A Blow by Blow Account of Stonecarving in Oxford




Slide projection with voiceover (19 minutes duration), stonecarving, rubble, photographs, museum artefacts, printed matter


Exhibited in various formats at Dublin City Gallery the Hugh Lane, Modern Art Oxford and CAPC Bordeaux, accompanied by a 144 page publication



A blow-by-blow account of stonecarving in Oxford is an installation exploring the oeuvre of

nineteenth century stonecarvers John and James O’Shea, whose naturalistic renditions of

animals and plants are still visible in locations in Dublin and Oxford.


From an artisan working class tradition, the O’Sheas completed a series of notable stone

carvings in 1850s Dublin before relocating to Oxford. While specific historical circumstance

remains unclear, controversy occurred when monkeys were carved on the new Museum of

Natural History. Popular belief claimed the O’Sheas were carving a rendition of Darwin’s theory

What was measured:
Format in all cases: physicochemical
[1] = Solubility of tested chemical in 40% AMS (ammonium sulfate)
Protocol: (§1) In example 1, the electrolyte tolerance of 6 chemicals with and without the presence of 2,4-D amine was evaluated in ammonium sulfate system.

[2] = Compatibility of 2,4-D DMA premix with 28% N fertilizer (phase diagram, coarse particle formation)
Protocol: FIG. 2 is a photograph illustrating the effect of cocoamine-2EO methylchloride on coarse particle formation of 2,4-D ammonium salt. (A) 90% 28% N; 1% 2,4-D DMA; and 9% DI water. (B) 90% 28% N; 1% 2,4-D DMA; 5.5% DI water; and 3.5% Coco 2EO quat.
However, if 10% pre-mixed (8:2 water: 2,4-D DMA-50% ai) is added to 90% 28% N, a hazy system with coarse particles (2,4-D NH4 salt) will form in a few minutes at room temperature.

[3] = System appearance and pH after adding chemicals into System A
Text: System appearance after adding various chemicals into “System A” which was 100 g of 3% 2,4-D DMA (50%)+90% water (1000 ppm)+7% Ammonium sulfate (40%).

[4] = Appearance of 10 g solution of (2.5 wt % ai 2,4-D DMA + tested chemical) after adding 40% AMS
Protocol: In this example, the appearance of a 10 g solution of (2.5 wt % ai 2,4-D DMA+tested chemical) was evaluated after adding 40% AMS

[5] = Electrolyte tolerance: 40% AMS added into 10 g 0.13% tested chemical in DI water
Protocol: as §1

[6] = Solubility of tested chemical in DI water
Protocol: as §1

of evolution, a taboo subject within theological and social debate of the time. As a result of a

resulting quarrel, a series of impromptu carvings were attempted by James O’Shea intending

to transgressively caricature the authorities of Oxford as parrots and owls, and are still visible

at the site today.


A focal point of the exhibition is a carving of a monkey set within an architectural setting,

completed by carver Stephen Burke following the style and working ethos of the O’Sheas.

Accompanying photographs and a slide projection with a scripted narration polemically argue

for the ethnographical relevance of the O’Sheas to the identities and urban infrastructures of

both Dublin and Oxford.